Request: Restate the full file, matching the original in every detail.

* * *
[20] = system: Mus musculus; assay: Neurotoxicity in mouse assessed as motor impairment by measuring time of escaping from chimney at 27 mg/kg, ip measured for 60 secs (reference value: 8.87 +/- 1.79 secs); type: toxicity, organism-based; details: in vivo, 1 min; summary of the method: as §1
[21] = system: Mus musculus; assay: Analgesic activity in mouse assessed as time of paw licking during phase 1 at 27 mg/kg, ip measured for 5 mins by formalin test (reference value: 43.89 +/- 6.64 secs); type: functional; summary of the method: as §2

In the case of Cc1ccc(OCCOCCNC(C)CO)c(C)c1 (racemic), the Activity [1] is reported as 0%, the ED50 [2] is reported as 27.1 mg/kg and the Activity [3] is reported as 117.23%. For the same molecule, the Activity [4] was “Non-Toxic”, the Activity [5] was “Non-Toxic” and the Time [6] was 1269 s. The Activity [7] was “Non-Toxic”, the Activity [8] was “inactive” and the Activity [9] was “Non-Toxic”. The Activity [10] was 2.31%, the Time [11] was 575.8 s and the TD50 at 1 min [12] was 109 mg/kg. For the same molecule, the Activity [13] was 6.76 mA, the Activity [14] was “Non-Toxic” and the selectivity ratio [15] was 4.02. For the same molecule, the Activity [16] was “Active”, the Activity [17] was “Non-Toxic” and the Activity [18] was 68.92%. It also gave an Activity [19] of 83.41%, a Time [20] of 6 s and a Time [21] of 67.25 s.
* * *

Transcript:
[20] = system: Mus musculus; assay: Neurotoxicity in mouse assessed as motor impairment by measuring time of escaping from chimney at 27 mg/kg, ip measured for 60 secs (reference value: 8.87 +/- 1.79 secs); type: toxicity, organism-based; details: in vivo, 1 min; summary of the method: as §1
[21] = system: Mus musculus; assay: Analgesic activity in mouse assessed as time of paw licking during phase 1 at 27 mg/kg, ip measured for 5 mins by formalin test (reference value: 43.89 +/- 6.64 secs); type: functional; summary of the method: as §2

In the case of Cc1ccc(OCCOCCNC(C)CO)c(C)c1 (racemic), the Activity [1] is reported as 0%, the ED50 [2] is reported as 27.1 mg/kg and the Activity [3] is reported as 117.23%. For the same molecule, the Activity [4] was “Non-Toxic”, the Activity [5] was “Non-Toxic” and the Time [6] was 1269 s. The Activity [7] was “Non-Toxic”, the Activity [8] was “inactive” and the Activity [9] was “Non-Toxic”. The Activity [10] was 2.31%, the Time [11] was 575.8 s and the TD50 at 1 min [12] was 109 mg/kg. For the same molecule, the Activity [13] was 6.76 mA, the Activity [14] was “Non-Toxic” and the selectivity ratio [15] was 4.02. For the same molecule, the Activity [16] was “Active”, the Activity [17] was “Non-Toxic” and the Activity [18] was 68.92%. It also gave an Activity [19] of 83.41%, a Time [20] of 6 s and a Time [21] of 67.25 s.